She calls Crowned Bird an “idealized dream world” in which those that wear the clothes “will be complimented, not gawked at. I want people to feel confident [wearing] what I put out into the world.”

The 15 piece collection for Fall 2012 is vintage-inspired, but modernly cut; Barroso was careful to keep any style references to yesteryear from "looking too costumey."
 
The Pipit pencil skirts are high-waisted with back elastic (allowing women to style it either at the waist or at the hip), invisible slit pockets, tucked front pleats and belt loops. While a nod to the 50s and 60s can be seen throughout the entire collection, the simple (and wrinkle resistant) Whistler dress stands out with its sweet sway drape, hidden side pockets and standout polka dot collar. The colorful trout print featured on several garments promises to be a favorite for playful fashionistas.

In fact, the majority of the fabrics used to make Crowned Bird’s first-run collection were serendipitously sourced in Panama. “I went to Panama to see my family and I actually missed my plane back,” Barroso explains. “I had an extra day so I went to the free trade zone and to visit fabric stores. It was like fate, right? I miss my plane and had an entire day to gather fabric. I left my clothes in Panama and packed my bags with what I found.”
 
 "Simple nostalgia always inspires me most, so why not build an entire collection based on these values."
 
Though Barroso spent hours studying old Sears catalogs from the 20s and 30s while working at Al's Attire, the biggest source of inspiration for the line’s debut collection came in the form of a 1960s children book called Peppermint Fence. “The scenic illustrations and colors led me into this fantasy world of candy canes and tin roofs and I just became so enchanted with the wonder world it enabled,” she reveals. “I know it's a bit silly, but you know, life shouldn't be so serious. . .These are the things I cherish and simple nostalgia always inspires me most so why not build an entire collection based on these values.”

Though it may appear that luck is consistently on Barroso’s side, it’s more of a sanguine attitude that’s carried her this far. There’s been no shortage of hard work, research and constant appreciation of those around her during her journey, but Barroso is humble enough to know that the hardest part is yet to come.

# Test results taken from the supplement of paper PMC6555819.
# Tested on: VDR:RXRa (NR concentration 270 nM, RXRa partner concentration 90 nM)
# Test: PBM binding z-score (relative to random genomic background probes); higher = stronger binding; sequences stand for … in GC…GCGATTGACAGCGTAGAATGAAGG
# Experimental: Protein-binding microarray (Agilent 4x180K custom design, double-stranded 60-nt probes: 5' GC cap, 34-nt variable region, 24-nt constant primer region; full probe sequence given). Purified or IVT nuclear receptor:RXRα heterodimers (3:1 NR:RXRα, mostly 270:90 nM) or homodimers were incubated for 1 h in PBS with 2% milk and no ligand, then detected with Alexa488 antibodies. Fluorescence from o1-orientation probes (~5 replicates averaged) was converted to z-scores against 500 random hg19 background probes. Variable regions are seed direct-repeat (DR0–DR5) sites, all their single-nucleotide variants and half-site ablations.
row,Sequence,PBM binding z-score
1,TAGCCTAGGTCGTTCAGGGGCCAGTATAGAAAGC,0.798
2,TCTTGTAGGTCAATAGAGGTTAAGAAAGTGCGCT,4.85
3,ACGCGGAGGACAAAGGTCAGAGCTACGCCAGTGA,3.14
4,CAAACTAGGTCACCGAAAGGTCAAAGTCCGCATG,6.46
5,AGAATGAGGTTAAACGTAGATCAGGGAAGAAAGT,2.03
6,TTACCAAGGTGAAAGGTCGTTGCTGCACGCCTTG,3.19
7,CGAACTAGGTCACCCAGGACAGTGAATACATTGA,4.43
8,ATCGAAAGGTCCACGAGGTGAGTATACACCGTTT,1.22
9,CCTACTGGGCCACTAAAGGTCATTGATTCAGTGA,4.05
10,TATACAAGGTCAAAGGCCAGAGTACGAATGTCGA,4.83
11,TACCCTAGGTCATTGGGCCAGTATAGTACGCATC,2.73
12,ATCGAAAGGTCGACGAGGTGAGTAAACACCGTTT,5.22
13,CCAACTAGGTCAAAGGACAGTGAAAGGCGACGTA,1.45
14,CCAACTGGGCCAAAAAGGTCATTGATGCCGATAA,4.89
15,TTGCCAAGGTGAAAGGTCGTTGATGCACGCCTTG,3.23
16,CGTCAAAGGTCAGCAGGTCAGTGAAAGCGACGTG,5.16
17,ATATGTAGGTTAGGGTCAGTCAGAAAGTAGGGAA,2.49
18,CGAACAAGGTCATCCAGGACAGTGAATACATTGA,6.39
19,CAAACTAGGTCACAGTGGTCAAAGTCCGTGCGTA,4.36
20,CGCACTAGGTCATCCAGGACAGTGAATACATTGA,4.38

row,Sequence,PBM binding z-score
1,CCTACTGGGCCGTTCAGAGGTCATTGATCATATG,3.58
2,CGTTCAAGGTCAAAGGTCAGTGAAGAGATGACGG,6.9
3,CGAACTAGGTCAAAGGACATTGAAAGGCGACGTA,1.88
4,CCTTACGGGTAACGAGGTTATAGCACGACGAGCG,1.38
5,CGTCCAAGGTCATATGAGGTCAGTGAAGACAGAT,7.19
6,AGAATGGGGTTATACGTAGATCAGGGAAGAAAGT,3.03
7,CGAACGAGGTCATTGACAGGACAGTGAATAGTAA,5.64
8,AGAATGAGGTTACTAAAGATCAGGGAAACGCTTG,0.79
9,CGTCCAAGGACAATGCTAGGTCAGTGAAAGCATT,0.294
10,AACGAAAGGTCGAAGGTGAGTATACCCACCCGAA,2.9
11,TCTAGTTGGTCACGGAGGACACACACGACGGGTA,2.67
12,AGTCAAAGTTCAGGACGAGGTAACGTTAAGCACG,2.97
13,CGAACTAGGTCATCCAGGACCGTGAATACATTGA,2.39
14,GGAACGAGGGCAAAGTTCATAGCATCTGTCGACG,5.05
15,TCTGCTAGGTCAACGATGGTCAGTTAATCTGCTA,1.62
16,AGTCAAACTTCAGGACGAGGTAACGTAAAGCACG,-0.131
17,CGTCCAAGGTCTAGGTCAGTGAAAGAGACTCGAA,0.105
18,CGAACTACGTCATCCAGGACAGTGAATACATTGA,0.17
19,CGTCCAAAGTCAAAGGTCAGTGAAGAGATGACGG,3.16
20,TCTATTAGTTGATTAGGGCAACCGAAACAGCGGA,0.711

“The real work comes with getting [Crowned Bird] out there and being fearless about it,” she says of Crowned Bird's next phase — getting national online boutiques, like NastyGal, to carry the line. “You have to be bold, true to yourself, and be able to take on criticism without falling apart. It’s as much about how you deal with yourself as how you deal with the business.”

“What’s been so great about Austin is that it’s built a foundation for me... and it’s not just about me, it’s about the community. You don’t have to live in a major city like L.A. or New York to define you or define those things that you love to do.” She considers right now an opportune time for Texas to break stereotypes and build a new reputation for manufacturing affordable, quality garments that are on trend, but full of surprises.

And now that she’s invested her blood, sweat and tears and has a line to show for it, Barroso is yet again leaving much of Crowned Bird up to fate. She will launch a Kickstarter campaign to help raise funds that will allow her to maintain a level of local production, as well as upgrade Crowned Bird's current studio and showroom into a fully functional production house — thus providing aspiring designers a place to gain hands-on experience while nurturing their dreams — much like the opportunity she had at Al's.

“The more you reach out, the more opportunity you’ll have to build your own story while keeping and appreciating your roots," she encourages. "It’s all about building your own story and showcasing it in whatever medium you do.”
 
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Check back for a link to contribute to Crowned Bird's Kickstarter fund later on Friday, April 13.